Nevertheless, in this research, we see that payers are positioning themselves to be central to a new healthcare landscape that engages payers, providers and consumers toward a common cause: driving wellness to reduce costs.
If we’re going to lower total cost of care, it’s by engaging the consumer. It’s by engaging the provider. It’s by having the infrastructure and the analytics. It’s by scalability, which is going to come from health information technology, and it’s going to come from alignment of incentives. They all work together.
PNC Healthcare and Willow Research examined the trends and challenges in healthcare today from the perspective of payers.
The Payer Study began with a qualitative phase, conducted from June through August 2017. This phase included secondary research and in-depth interviews with more than 20 healthcare experts and payer executives around the country.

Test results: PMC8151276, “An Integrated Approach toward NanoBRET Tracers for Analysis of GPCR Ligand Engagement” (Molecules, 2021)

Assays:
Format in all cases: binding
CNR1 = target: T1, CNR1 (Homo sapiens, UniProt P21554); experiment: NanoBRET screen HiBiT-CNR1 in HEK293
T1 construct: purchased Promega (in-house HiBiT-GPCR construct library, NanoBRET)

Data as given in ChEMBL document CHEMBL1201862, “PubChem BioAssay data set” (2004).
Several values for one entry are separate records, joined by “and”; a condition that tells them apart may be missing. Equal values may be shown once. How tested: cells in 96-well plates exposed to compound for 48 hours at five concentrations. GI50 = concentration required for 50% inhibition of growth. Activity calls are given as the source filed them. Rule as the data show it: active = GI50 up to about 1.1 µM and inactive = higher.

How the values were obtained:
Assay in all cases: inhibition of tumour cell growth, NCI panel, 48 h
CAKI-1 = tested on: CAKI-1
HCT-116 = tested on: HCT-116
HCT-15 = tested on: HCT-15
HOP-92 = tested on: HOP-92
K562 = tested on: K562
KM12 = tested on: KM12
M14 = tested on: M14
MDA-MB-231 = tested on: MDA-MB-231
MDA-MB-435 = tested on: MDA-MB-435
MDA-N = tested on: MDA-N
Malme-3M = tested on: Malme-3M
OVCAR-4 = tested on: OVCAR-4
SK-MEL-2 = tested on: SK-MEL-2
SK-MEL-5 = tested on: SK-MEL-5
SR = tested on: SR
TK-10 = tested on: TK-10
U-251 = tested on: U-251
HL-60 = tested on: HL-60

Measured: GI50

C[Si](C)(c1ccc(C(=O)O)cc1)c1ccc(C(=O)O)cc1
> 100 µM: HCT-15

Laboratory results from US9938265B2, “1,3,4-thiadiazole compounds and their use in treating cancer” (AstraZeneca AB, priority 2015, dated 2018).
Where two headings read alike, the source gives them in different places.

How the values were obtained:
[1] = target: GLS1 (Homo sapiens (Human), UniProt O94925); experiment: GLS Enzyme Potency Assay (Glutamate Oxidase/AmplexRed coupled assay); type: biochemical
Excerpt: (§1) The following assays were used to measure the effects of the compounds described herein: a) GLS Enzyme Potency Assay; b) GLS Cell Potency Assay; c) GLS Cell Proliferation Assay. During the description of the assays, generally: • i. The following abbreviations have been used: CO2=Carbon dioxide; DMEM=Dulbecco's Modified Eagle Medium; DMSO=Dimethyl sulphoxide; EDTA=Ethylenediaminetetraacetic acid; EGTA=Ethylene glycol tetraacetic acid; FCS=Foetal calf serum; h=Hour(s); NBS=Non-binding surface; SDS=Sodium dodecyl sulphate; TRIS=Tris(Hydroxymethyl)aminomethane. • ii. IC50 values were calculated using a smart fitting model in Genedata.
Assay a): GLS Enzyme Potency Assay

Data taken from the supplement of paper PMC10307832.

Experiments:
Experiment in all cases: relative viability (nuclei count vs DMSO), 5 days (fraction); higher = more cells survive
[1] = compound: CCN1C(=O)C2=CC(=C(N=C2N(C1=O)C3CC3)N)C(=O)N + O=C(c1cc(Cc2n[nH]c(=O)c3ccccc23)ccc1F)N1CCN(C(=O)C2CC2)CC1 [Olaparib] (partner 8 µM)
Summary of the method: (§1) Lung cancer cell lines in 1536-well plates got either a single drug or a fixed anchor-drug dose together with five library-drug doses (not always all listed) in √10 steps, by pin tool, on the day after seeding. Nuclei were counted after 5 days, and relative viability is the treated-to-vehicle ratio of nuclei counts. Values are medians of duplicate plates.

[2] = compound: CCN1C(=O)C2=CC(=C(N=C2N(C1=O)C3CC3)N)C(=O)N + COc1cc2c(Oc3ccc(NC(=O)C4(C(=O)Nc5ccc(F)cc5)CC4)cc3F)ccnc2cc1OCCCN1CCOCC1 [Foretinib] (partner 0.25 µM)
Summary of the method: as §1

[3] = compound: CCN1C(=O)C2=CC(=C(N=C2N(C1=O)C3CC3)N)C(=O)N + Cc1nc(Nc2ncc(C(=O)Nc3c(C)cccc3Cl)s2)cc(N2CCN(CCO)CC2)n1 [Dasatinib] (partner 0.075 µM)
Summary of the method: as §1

The quantitative phase that followed was based on interviews with a national sample of 101 health insurance company executives representing payers of all sizes (i.e., covered lives), geographic reach (i.e., national, regional and local) and annual revenues. Respondents are C-suite executives, presidents, vice-presidents and directors who are involved in setting strategy for their organization. Online interviews were conducted from November to December 2017.
“High and Rising Costs of Health Care in the U.S., The Challenge: Changing the Trajectory,” Alliance for Health Reform, 2012.
National Healthcare Expenditure Projections, 2010-2020. Centers for Medicare and Medicaid Services, Office of the Actuary.
“Gripes About Obamacare Aside, Health Insurers Are in a Profit Spiral,” New York Times, March 18, 2017.
“Will Patients Take the Wheel? The Road Ahead in American Healthcare,” PNC Healthcare, March 2015.